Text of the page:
What can be more frustrating then selling your products to a credit card thief? The lawful owner of the card will likely eventually get reimbursed, but you will be left without your product and with a negative tally on your ledger.
How can merchandisers avoid such a mess? Thankfully, there are steps you can take to help steer clear of fraudulent thieves.
Here are important things you can do to protect your business:
Questions for Your IT Manager
- Before finalizing credit card orders, check in with your processing company to ensure the billing address on the order matches the billing address of the credit card. A lot of smart merchandisers will not even ship the order if those two addresses do not match.
- Check to see if your processor has a secured website where you can quickly examine card information without having to wait for periods of time on the phone. In such a case, you will get a login and password that you can utilize 24/7.
- Become alerted if a customer wants a large, heavily weighted order shipped either express or priority mail. Such disregard for shipping costs can be a tell-tale sign of fraud. So if possible, have your IT person set up a rule in your ecommerce system that flags orders that are greater than X weight or dollars.
- Be wary of any order that does not follow the typical ordering patterns of your customers. For example, if you sell an item that customers usually order in multiple sizes and colors, and you get an order for a large number of just one color, then check into it. Chances are there is something funny going on.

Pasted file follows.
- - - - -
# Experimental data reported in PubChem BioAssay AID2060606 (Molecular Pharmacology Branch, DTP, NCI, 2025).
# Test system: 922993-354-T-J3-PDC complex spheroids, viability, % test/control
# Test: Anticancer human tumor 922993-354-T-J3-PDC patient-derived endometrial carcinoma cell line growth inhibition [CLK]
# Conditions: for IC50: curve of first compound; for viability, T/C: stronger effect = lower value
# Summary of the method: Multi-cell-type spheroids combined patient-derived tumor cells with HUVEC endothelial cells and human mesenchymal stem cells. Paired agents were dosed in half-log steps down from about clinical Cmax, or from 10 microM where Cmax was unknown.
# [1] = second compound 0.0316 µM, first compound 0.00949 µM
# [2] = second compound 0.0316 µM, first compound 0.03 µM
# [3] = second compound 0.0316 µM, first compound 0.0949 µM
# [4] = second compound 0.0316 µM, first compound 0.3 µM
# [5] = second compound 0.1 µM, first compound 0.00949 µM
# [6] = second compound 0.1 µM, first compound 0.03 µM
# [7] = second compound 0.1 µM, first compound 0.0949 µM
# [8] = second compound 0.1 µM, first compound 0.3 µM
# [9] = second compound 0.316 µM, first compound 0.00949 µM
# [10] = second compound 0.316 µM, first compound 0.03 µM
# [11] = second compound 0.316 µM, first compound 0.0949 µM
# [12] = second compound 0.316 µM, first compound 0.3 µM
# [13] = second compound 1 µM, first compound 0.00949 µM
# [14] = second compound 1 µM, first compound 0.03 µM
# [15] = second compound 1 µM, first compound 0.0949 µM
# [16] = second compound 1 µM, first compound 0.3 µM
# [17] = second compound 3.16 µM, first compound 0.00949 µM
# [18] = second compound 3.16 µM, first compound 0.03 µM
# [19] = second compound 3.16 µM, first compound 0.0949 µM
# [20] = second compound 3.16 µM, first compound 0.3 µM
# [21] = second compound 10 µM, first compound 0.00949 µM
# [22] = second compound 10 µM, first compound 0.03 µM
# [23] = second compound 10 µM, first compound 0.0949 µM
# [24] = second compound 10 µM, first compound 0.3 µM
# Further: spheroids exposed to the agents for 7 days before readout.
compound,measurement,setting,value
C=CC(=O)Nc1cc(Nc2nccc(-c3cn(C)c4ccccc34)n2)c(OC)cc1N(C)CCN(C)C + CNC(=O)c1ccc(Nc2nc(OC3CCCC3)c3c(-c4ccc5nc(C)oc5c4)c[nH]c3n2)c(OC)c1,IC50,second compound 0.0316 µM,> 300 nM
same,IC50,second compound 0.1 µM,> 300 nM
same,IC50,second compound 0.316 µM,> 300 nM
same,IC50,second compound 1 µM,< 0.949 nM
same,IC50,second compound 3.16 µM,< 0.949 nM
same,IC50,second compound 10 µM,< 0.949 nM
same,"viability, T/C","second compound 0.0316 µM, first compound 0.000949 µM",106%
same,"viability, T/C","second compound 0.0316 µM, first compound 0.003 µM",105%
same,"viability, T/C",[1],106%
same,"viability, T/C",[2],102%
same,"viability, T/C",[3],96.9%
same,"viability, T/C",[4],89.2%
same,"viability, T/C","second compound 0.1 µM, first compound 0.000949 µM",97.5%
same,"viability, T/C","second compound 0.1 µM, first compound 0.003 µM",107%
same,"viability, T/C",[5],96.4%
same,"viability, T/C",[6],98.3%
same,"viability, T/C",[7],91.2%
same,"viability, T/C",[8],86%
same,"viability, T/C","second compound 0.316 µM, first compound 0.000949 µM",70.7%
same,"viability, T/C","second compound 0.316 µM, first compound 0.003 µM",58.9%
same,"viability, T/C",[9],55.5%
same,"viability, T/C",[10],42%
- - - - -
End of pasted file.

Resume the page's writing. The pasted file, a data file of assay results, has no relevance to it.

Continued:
- Program your system to automatically flag orders coming from Western African nations, especially Nigeria, which has become the most infamous of all fraud locales. When it comes to ecommerce, there is nothing wrong with being safe rather than sorry.
Unfortunately, getting stuck with the cost of credit card fraud is really only the beginning of your security concerns. All marketers should also vigilantly keep an eye on whether or not the information on their ecommerce sites is being protected.
After all, nothing will harm an Internet brand's reputation faster than if your customers get their credit card stolen from your site. Furthermore, if you have not done so already, you need to get PCI compliant.
PCI DSS stands for Payment Card Industry (PCI) Data Security Standard (DSS). It was developed by the major credit card companies (as a guideline to help companies and organizations that process card payments) to prevent credit card fraud, hacking and various other security infringements.
Of course, this is an area that makes online merchandisers uncomfortable from the start, and it is not just because of the scariness of it all. A better depiction of these anxieties deals with the fact that this is where the issues become really technical and hard to understand.
But here is a list of questions you can show your IT person. The answers you receive will either make you feel more secure (e.g., more PCI compliant) or alert you that the time for action is now.
- Do we have a firewall installed?
- Is our data protected? How?
- Do we use vendor supplied defaults for system passwords and other security parameters? (This answer should be, "No.")
- Have we encrypted the transmission of cardholder data and sensitive information across public networks?
- Do we use and regularly update antivirus software?
- Do we maintain secure systems and applications?
- Do we restrict access to data by "business need to know?"
- Have we assigned a unique ID to each person with computer access?
- Do we restrict physical access to cardholder data?
- Do we track and monitor all access to network resources and cardholder data?
- Do we regularly test security systems and processes?
- Do we maintain a policy that addresses information security?
For more information on PCI compliance, log onto: www.pcicomplianceguide.org
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